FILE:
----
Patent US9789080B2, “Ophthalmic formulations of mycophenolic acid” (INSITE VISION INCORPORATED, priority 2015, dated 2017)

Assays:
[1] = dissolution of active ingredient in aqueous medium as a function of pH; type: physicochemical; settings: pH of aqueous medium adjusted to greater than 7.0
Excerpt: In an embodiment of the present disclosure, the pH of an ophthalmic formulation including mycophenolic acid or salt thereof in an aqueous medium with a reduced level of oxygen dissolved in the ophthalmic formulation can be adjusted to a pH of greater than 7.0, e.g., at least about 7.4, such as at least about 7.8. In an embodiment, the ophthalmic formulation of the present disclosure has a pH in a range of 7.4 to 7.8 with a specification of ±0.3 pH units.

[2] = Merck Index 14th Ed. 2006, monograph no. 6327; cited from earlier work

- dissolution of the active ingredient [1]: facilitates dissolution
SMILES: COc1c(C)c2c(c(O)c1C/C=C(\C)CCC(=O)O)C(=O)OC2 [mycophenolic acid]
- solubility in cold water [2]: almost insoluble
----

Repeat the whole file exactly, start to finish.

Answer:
Patent US9789080B2, “Ophthalmic formulations of mycophenolic acid” (INSITE VISION INCORPORATED, priority 2015, dated 2017)

Assays:
[1] = dissolution of active ingredient in aqueous medium as a function of pH; type: physicochemical; settings: pH of aqueous medium adjusted to greater than 7.0
Excerpt: In an embodiment of the present disclosure, the pH of an ophthalmic formulation including mycophenolic acid or salt thereof in an aqueous medium with a reduced level of oxygen dissolved in the ophthalmic formulation can be adjusted to a pH of greater than 7.0, e.g., at least about 7.4, such as at least about 7.8. In an embodiment, the ophthalmic formulation of the present disclosure has a pH in a range of 7.4 to 7.8 with a specification of ±0.3 pH units.

[2] = Merck Index 14th Ed. 2006, monograph no. 6327; cited from earlier work

- dissolution of the active ingredient [1]: facilitates dissolution
SMILES: COc1c(C)c2c(c(O)c1C/C=C(\C)CCC(=O)O)C(=O)OC2 [mycophenolic acid]
- solubility in cold water [2]: almost insoluble